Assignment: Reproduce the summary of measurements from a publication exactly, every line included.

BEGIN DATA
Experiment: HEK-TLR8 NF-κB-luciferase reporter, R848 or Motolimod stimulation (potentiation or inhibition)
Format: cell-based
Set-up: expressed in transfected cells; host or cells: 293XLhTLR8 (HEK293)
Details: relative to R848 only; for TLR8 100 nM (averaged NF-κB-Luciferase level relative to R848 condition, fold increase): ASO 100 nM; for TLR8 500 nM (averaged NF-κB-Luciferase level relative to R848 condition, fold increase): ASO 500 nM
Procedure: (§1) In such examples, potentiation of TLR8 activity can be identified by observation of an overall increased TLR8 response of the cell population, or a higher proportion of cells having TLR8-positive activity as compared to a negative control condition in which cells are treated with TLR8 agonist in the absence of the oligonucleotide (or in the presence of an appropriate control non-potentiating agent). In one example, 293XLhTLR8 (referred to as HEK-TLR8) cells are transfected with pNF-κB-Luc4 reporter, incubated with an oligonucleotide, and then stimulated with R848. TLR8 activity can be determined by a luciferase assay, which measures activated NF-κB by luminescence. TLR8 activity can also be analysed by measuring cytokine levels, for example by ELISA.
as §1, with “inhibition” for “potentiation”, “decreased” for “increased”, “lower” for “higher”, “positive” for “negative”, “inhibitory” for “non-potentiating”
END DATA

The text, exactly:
Experiment: HEK-TLR8 NF-κB-luciferase reporter, R848 or Motolimod stimulation (potentiation or inhibition)
Format: cell-based
Set-up: expressed in transfected cells; host or cells: 293XLhTLR8 (HEK293)
Details: relative to R848 only; for TLR8 100 nM (averaged NF-κB-Luciferase level relative to R848 condition, fold increase): ASO 100 nM; for TLR8 500 nM (averaged NF-κB-Luciferase level relative to R848 condition, fold increase): ASO 500 nM
Procedure: (§1) In such examples, potentiation of TLR8 activity can be identified by observation of an overall increased TLR8 response of the cell population, or a higher proportion of cells having TLR8-positive activity as compared to a negative control condition in which cells are treated with TLR8 agonist in the absence of the oligonucleotide (or in the presence of an appropriate control non-potentiating agent). In one example, 293XLhTLR8 (referred to as HEK-TLR8) cells are transfected with pNF-κB-Luc4 reporter, incubated with an oligonucleotide, and then stimulated with R848. TLR8 activity can be determined by a luciferase assay, which measures activated NF-κB by luminescence. TLR8 activity can also be analysed by measuring cytokine levels, for example by ELISA.
as §1, with “inhibition” for “potentiation”, “decreased” for “increased”, “lower” for “higher”, “positive” for “negative”, “inhibitory” for “non-potentiating”